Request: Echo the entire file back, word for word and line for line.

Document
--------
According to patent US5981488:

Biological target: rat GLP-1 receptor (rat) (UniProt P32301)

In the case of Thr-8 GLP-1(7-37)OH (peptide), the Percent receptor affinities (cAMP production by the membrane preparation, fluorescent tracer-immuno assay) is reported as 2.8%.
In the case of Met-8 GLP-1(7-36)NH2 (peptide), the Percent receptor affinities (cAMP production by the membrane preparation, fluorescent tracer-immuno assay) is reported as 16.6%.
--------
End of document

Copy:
According to patent US5981488:

Biological target: rat GLP-1 receptor (rat) (UniProt P32301)

In the case of Thr-8 GLP-1(7-37)OH (peptide), the Percent receptor affinities (cAMP production by the membrane preparation, fluorescent tracer-immuno assay) is reported as 2.8%.
In the case of Met-8 GLP-1(7-36)NH2 (peptide), the Percent receptor affinities (cAMP production by the membrane preparation, fluorescent tracer-immuno assay) is reported as 16.6%.